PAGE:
ings, sawdust, cane pomace, peanut hulls or ground corn cobs.
Shavings are the most popular litter.
Brooder and Brooder Space.-Provide 1 brooder for each 300
to 350 chicks, or allow a minimum of 7 square inches of brooder
space under the hover for each chick.
Chick Guards.-Provide one chick guard for each brooder.
Guards may be of aluminum, wire netting, roofing or cardboard!
Feeding Space.-For the first 4 to 5 days the chicks may be
fed on paper plates or cut down chick boxes. After this allow
1 inch per chick for the first 2 weeks, 13/, inches up to the sixth
week and after 6 weeks allow 3 inches. Example: one 4' feeder
per 100 chicks for the first 2 weeks, 2 4' feeders per 100 chicks
up to the sixth week, 3 4' feeders from 6 weeks up.
Watering Space.-At the start of brooding the number of
water containers is of more importance than size. For the first

2 weeks provide 2 1-gallon water founts for each 100 chicks.
After 2 weeks gradually shift from 1-gallon waterers to troughs
with mechanical controls. From 3 weeks of age allow each 100
chicks 40 linear inches of watering space. This will necessitate
the use of 1 4-foot trough for each 200 chicks. Place the trough
so that the birds will never be more than 10 feet from a waterer.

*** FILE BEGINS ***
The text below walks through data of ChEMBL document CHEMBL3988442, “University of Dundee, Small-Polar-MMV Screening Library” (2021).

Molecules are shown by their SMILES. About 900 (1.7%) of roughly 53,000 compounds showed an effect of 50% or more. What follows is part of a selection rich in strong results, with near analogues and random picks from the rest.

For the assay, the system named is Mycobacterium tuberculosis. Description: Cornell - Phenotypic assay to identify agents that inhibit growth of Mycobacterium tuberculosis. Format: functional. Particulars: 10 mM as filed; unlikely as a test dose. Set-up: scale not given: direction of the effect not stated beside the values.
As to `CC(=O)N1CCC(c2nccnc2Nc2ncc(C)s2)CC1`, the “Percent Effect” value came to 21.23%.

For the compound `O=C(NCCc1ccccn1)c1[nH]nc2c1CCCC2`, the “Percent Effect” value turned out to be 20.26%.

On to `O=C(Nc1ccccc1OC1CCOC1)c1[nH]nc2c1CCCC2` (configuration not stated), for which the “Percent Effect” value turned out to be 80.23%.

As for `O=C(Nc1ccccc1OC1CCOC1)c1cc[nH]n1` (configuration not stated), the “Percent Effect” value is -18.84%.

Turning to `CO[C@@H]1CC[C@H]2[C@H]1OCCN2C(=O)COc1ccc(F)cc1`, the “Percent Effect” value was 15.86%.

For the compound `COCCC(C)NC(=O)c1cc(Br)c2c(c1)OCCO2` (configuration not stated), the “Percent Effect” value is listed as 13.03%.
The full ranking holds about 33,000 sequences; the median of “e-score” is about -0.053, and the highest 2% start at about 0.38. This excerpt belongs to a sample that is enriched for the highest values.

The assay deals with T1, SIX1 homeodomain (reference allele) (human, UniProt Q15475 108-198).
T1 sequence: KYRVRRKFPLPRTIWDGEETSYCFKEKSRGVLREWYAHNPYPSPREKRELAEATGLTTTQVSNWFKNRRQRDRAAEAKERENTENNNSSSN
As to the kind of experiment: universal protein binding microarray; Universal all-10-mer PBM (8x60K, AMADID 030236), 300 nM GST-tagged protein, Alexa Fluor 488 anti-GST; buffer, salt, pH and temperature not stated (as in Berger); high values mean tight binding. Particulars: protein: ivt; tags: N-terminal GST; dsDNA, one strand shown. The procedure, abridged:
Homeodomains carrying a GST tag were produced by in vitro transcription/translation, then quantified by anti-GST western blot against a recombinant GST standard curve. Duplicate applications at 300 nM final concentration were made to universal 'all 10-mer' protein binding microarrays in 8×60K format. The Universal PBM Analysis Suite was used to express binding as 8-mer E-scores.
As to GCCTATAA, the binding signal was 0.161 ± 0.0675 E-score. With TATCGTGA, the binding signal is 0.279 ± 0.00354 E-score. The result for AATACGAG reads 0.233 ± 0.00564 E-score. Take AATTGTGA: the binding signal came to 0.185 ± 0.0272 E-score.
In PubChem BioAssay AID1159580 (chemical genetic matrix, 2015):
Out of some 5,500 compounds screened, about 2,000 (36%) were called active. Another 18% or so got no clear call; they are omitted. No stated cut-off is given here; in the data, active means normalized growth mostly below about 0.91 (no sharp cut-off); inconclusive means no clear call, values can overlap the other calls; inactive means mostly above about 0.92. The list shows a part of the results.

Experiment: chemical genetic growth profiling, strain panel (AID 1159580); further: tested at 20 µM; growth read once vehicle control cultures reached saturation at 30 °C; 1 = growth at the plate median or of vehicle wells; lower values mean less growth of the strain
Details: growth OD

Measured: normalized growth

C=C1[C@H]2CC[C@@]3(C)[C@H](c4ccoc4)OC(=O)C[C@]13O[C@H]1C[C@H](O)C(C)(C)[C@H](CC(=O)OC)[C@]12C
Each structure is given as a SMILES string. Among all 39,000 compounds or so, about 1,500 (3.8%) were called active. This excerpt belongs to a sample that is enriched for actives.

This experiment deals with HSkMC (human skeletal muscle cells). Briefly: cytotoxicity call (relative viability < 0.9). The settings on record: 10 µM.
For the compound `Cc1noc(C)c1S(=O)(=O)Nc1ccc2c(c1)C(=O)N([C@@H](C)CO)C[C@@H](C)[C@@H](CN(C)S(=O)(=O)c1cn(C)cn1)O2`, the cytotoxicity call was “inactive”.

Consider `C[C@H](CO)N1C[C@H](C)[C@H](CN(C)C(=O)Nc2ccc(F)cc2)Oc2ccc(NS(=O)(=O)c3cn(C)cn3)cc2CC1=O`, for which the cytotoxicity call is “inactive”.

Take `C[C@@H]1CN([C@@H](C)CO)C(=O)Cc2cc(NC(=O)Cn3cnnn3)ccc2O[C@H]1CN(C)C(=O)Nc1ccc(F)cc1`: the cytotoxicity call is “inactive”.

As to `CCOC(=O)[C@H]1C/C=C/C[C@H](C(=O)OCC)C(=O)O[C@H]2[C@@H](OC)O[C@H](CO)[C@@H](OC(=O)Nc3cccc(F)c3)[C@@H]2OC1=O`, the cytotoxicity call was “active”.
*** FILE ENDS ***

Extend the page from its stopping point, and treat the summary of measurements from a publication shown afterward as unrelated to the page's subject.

Roosts.-If roosts are to be used later for hens, provide them
for the replacement pullets at 4 to 5 weeks of age, or at least 1
week before heat is removed. Allow 4 inches of roosting space
per pullet up to 8 weeks of age.
Lights.-Provide only sufficient lights to keep the birds from
crowding. A dim light when heat is removed can prevent
piling up.
Note.-For management of the chicks during the brooding
period, see Circular 201.
Some brooding is carried on in the conventional brooder
house using wire floor. A removable wire platform made in
sections is placed 2 to 21/2 feet above the ground level in the
brooder house. Usually 3/4" mesh hardware cloth is used. For
the first week to 10 days the floor is covered with burlap or paper.
At the end of this period the bags or papers are removed and